So it was a deal that sat very well with them. As a result, many customers went ahead with this deal, and everyone walked away quite pleased with themselves.
Naturally, the sneaky businessman’s sales went up tremendously.
But what about the wine?
Well, he took a stock take of the wine receipts that he had offered after 2 years, just to make sure that his business approach had been sound.
The result was this:
For every 200 bottles of wine offered out, an average of 3 were claimed within a week, more often immediately after the dinner. 2 more were claimed within the expiry date (6 months).
That’s 2.5% of the clientele. Every other bottle remained unclaimed and belonging soundly with the sneaky businessman, who essentially doubled all his intended sales for a small business cost of a few free bottles of wine.
You might be thinking: “Wow, wasn’t that a really risky move? What if every single customer had gone to collect the wine? I know I WOULD have!”
Would you really?
The ‘Leceh Principle’ Explained
The Leceh Principle is a combination of human behavioral psychology across two primary principles.
First of all, there is the Benefit Perception Principle. The appeal of perceived benefits in the future is something that our short-term attention span pays very close attention to.
In English, it means that we feel extreme relief or satisfaction for the promise of a benefit in the future, regardless of whether it materializes or not.
Then there’s the ‘Free’ Principle (Behavioural Economics/Psychology).
Our psychology immediately attracts us to something ‘free’ regardless of the price you have to pay for it. And mind you - you're PAYING for it. FQ Mum does an excellent analysis of examples here, and
I’ll just quote off one or two of them.
1) Free donuts to those who joined the fun run. But the line is like a long snake that it might take you 45 minutes to an hour before you finally get your free donut. What is the cost of your time lining up for an hour?
2) Free pica-pica in a bar. But if you check out the price of one bottle of beer, it is 20% higher than the bars down the block. So are your peanuts and chips in this bar really free?
When you combine these two together, you get the ‘Leceh Principle’ – something that gives you i) intense relief, ii) is offered seemingly for free but iii) requires a decent amount of work on your part before you can get it.
As a result, most of the population tends to engage in such activity and not collect their ‘bottle of wine’.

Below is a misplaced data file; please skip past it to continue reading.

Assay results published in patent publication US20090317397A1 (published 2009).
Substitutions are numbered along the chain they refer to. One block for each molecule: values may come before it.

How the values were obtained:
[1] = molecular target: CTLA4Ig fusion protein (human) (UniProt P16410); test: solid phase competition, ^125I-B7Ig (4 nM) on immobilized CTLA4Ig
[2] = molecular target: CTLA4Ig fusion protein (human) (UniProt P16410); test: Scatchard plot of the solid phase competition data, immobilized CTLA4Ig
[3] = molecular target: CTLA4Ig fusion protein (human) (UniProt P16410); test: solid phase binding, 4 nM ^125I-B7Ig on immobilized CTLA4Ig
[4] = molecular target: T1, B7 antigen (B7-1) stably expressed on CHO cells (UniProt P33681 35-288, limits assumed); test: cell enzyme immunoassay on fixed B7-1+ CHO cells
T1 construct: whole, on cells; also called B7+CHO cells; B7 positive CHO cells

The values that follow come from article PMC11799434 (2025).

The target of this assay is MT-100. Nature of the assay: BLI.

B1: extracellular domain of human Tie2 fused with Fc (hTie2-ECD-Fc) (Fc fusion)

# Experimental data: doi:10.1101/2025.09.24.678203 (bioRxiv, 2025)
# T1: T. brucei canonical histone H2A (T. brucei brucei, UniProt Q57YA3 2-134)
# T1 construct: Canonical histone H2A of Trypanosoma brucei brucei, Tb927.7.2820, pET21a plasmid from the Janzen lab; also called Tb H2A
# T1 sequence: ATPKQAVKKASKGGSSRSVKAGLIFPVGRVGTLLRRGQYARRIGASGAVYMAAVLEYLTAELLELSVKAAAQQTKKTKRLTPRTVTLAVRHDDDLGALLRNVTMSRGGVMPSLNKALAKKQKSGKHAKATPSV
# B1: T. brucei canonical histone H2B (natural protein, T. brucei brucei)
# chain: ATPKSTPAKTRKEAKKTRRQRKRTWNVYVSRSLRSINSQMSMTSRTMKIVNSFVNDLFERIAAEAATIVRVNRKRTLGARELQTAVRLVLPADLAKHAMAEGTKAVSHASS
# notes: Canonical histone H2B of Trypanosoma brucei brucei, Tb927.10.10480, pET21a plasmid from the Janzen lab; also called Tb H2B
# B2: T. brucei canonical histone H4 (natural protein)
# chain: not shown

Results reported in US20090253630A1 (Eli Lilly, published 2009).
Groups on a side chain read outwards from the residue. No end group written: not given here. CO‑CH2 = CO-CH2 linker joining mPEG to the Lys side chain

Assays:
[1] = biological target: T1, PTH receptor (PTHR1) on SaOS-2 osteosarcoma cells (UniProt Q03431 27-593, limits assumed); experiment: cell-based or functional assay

Some other relatable examples are:
· Lucky draws which you need to check the results online on that date for
· Coupons with an expiry date
What does this mean when it comes to your CPF Life?
Well according to rigorous and replicated psychological studies, you’re a lot less likely to opt in than not, because it takes effort on your part to do so.
That’s what it means, and it’s a fair, evidence-based assessment and conclusion.
I’m not going to spell out any implications for you.
Who is the Sneaky Businessman using the Leceh Principle?
If you’re reading this and you’re like ‘wow, I got scammed, or I’m getting scammed.’
You didn’t get scammed, and CPF Life is NOT a scam. You see, I never said that it was wrong to be the sneaky businessman. I just spent time describing it.
The reality is, most businesses run on this premise. The system runs against your own natural psychology. That's how we fall for basically everything in the market. And if you’re the exception and not the rule, you need to habitually make it a point to collect the damn bottle of wine every single time.
Even on an extremely small scale, someone who renovates your house is running on this premise. There’s an in-built notion that you’re responsible for the upkeep of your house. An underlying effort solely on your part which makes the difference between renovating again in 5 years and renovating again in 20.
The times you were in good company and planned a holiday with those friends…but never got around to it?
The times where you asked someone to remind you to do something with the promise of doing it later…before it eventually handled itself or got handled by someone else?
That’s the Sneaky Businessman.
I’m a sneaky businessman.
And you’re a sneaky businessman, too. 😉
So that’s the conclusion. It’s opt-in payout at 65, but it’s not that simple either. It works against your human psychology – something that’s in built in you and takes actual effort to do.
The good news is that you’re not being scammed. Every single business, including the business that you work for as an employee, does this. It’s not a scam, or advertising would be considered as much, and it wouldn’t be allowed to exist.
You made a voluntary decision and all the details are out. Now that everyone knows the details of this, hopefully they’ll deal with the ‘Leceh Principle’ too.
Should the government behave like that, or like a business? I don’t know. I’m not going to draw any specific conclusion or comment.
But the final point is this – if you think your CPF structure isn’t up for change in the future, you’re kidding yourself. And the people who run this structure are smarter than you, and they know how you’ll behave.
Otherwise, make sure you’re the exception, not the rule.